Before dawn on October 12 land was sighted, and early in the morning the expedition landed on Guanahani, an island in the Bahamas. Before an audience of uncomprehending islanders, Columbus claimed that, by right of conquest, their island now belonged to Spain and renamed it San Salvador (“Holy Savior”). Additional landings made during the next few weeks included the islands of Cuba, which Columbus named Juana, in honor of a Spanish princess, and Espańola, later corrupted to Hispaniola (now the Dominican Republic and Haiti), all believed by Columbus to be in Asian waters.
In December, the Santa María was wrecked off the coast of Espańola. La Navidad, a makeshift fort, was built of materials salvaged from the vessel, and garrisoned with fewer than 40 men. The Nińa, with Columbus in command, and the Pinta began the homeward voyage in January 1493. After storms drove the ships first to the Azores and then to Lisbon, Columbus arrived at Palos de la Frontera, Spain, in March. He was enthusiastically received by the Spanish monarchs, who confirmed the honors guaranteed by his contract. Additional honors followed, including a noble title.
Columbus planned immediately for a second expedition, with 17 vessels and about 1500 men, which left Spain in September 1493. Landings were made on the islands of Dominica, Guadeloupe, and Antigua. His stop at Puerto Rico is the closest he came to setting foot on land that would later form part of the United States, the main foundation for the claim that Columbus “discovered America.”
On November 27 the vessels anchored off La Navidad, where the fort had been destroyed and its men killed. Columbus abandoned the ruins, and near what is now Cabo Isabela, Dominican Republic, he established the colony of Isabela, which became the first settlement of Europeans in the New World. Leaving the colony on an exploratory voyage in the spring of 1494, he surveyed the coast of Cuba, which he insisted was not an island but part of the Asian mainland, and looked over the island of Jamaica.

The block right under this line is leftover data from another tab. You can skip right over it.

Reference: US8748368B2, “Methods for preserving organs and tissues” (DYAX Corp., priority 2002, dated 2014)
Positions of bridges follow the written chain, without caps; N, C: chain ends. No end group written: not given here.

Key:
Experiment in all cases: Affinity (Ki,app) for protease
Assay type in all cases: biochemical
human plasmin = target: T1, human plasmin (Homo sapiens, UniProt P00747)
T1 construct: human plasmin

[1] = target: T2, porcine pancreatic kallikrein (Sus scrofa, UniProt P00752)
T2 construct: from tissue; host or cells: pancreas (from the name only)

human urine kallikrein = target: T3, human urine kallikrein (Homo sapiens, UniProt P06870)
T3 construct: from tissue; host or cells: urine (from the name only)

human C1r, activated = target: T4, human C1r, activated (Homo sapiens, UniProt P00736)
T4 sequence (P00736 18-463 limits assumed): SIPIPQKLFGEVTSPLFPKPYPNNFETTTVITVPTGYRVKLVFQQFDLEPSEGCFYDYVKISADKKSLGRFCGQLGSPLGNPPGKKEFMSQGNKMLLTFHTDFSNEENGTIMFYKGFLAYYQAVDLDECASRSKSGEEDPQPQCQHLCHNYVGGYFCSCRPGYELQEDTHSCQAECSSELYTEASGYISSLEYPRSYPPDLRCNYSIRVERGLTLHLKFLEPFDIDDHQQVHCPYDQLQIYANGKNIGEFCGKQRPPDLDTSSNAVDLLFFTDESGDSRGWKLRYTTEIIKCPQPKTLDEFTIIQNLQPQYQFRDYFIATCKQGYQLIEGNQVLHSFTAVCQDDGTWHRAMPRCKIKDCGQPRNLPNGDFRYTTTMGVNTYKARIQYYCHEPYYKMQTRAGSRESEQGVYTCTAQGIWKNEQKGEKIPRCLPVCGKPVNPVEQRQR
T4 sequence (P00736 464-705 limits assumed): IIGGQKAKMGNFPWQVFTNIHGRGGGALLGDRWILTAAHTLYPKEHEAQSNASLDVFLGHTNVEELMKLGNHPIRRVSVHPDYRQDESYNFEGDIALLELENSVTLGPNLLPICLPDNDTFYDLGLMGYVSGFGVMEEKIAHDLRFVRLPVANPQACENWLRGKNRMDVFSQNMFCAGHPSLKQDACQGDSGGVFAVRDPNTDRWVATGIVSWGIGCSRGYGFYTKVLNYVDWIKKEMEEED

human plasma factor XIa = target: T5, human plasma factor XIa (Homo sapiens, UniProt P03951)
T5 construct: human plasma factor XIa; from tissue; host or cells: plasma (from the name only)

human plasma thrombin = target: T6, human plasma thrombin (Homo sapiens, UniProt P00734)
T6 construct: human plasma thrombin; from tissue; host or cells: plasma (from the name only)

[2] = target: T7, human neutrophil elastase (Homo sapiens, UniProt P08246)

When Columbus returned to Isabela on September 29, he found that serious dissension had developed among the colonists, a number of whom were already en route to Spain to press their grievances. One of the major problems confronting Columbus was the hostility of the islanders, whose initial friendliness had been alienated by the brutality of the Europeans. Columbus defeated the islanders in battle in March 1495 and shipped a large number of them to Spain to sell as slaves. Queen Isabella objected, however, and the survivors were returned. A royal investigating commission arrived at Isabela in October 1495. Because this group was consistently critical of his policies, Columbus established a new capital named Santo Domingo, and sailed for Spain leaving Bartholomew in command. He reported directly to Ferdinand and Isabella, who dismissed the critical charges. The sovereigns promised to subsidize a new fleet, but since enthusiasm for the unproductive enterprise had waned, nearly two years elapsed before eight vessels were sent out.